Brecon Beacons: two summits from the National Park Visitor Centre

posted in: South Wales, Wales | 1
Pen y Fan and Corn Du, Brecon Beacons National Park
The high summits from Mynydd Illtud Common

What to do on August Bank Holiday weekend when the forecast was for a fine weekend? My natural instinct is to head for the coast whenever it’s warm and sunny; however, after a recent ‘gridlock’ experience in Weston-Super-Mare (when my family was forced to seek car parking in nearby Kewstoke), I reckoned the world and his dog would be doing exactly the same today. As queuing on the M4 motorway isn’t our idea of fun, we decided to head to the mountains instead, where – judging from the parked cars lining the grass verge of the A470 – avoiding the the madding crowds was going to be just as difficult.

Fortunately, there were still a few £2.50 parking spaces available at the Brecon Beacons National Park Visitor Centre, though had we arrived just ten minutes later we might have been unlucky. Unknown to us, a three-day arts and crafts festival was taking place all weekend and it was clearly going to be popular on such a glorious Bank Holiday Sunday. Leaving Harri in the car, I set off to swap my new pound coins for old pound coins (frustratingly the car park machine won’t accept the new ones) and almost immediately, bumped into a fellow Lliswerry Runner, enjoying a day out with his family.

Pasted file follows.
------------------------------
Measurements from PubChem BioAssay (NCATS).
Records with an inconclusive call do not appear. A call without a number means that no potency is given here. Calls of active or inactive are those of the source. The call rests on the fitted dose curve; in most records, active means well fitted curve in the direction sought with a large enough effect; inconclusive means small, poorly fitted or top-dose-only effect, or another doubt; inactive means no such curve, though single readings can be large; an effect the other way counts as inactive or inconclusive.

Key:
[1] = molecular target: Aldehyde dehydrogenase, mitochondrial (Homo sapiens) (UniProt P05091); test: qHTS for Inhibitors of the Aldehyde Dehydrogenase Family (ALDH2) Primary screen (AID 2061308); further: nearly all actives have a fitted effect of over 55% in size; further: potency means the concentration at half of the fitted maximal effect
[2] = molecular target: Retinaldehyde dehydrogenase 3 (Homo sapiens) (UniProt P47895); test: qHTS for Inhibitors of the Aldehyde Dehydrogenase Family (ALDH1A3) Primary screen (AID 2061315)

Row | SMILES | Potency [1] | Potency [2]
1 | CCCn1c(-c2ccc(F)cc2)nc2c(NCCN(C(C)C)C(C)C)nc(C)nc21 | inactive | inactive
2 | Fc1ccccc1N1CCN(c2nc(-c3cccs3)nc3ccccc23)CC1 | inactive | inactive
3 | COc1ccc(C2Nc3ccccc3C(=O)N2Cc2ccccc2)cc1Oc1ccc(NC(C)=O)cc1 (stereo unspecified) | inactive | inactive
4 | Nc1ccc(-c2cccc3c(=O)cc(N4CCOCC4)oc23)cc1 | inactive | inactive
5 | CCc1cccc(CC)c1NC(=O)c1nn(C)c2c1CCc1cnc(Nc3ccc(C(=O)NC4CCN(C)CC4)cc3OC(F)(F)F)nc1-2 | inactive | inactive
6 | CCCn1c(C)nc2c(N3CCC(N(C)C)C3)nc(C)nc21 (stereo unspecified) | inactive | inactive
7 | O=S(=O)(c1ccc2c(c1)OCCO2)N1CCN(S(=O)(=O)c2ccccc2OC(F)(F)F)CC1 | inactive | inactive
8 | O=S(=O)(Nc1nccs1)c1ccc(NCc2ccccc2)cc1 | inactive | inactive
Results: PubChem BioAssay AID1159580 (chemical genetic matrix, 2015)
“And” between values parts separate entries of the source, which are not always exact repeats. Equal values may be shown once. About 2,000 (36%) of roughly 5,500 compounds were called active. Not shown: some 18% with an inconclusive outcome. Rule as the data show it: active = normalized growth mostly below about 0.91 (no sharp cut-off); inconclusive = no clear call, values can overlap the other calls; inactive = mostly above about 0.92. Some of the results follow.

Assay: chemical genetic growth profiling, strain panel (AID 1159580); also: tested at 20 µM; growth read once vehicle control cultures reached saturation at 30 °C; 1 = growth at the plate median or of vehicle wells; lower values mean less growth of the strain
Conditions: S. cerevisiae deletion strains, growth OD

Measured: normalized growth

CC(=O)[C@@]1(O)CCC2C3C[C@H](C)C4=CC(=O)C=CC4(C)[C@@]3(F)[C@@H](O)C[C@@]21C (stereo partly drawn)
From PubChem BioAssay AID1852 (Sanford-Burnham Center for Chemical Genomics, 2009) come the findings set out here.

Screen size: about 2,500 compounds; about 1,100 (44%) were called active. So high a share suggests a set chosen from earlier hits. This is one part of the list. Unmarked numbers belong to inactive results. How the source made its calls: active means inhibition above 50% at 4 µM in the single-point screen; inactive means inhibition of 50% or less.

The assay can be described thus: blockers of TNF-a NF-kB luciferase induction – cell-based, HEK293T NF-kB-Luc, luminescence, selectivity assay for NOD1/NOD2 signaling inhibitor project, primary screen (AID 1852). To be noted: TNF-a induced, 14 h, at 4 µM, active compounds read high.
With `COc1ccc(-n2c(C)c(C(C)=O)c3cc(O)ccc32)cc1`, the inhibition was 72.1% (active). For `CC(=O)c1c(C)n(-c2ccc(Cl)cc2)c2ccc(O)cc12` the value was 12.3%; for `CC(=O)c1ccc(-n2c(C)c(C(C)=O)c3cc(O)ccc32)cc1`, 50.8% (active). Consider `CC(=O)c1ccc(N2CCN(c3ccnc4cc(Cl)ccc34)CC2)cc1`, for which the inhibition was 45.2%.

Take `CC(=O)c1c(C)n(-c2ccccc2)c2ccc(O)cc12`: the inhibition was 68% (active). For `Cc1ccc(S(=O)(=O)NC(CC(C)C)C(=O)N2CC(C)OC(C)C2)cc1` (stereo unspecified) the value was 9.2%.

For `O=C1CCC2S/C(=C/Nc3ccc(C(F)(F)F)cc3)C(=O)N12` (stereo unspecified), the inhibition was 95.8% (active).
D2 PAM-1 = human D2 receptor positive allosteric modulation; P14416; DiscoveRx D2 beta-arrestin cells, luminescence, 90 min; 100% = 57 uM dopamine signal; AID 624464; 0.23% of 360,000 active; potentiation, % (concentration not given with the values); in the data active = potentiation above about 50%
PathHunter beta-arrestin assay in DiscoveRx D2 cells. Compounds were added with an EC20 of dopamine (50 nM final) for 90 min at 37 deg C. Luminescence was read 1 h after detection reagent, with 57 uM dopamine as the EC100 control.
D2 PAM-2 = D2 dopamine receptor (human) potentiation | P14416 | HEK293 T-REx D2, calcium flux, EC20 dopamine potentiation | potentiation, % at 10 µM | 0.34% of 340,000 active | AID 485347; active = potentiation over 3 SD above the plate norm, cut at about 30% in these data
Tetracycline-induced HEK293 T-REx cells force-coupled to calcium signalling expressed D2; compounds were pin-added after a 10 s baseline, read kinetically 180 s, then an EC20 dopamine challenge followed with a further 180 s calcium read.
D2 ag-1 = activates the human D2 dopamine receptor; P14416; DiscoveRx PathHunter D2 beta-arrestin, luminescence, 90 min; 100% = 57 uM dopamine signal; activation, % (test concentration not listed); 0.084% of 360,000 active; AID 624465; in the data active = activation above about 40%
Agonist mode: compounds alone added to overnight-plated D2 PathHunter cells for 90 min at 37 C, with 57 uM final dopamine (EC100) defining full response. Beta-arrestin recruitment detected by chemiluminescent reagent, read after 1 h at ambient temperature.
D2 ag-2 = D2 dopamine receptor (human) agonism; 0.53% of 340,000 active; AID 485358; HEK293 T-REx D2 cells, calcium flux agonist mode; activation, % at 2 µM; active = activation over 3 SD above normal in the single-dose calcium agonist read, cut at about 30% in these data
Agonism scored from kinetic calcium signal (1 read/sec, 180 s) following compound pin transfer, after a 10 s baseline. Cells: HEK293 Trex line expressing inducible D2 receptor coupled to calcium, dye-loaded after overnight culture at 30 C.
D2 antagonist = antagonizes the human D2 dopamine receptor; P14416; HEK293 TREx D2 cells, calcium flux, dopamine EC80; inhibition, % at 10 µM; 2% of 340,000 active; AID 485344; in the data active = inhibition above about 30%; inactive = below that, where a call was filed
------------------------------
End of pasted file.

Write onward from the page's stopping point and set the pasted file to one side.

Pen y Fan & Corn Du, Brecon Beacons National Park, South Wales, UK
Wales’ very own ‘twin peaks’

We had left Rhiwderin under glorious blue skies under an hour ago, so it was a little disappointing that the weather up here in the Brecon Beacons was decidedly grey with thick cloud cover. Admittedly the air was warm, but there was little sign of that promised Bank Holiday sunshine.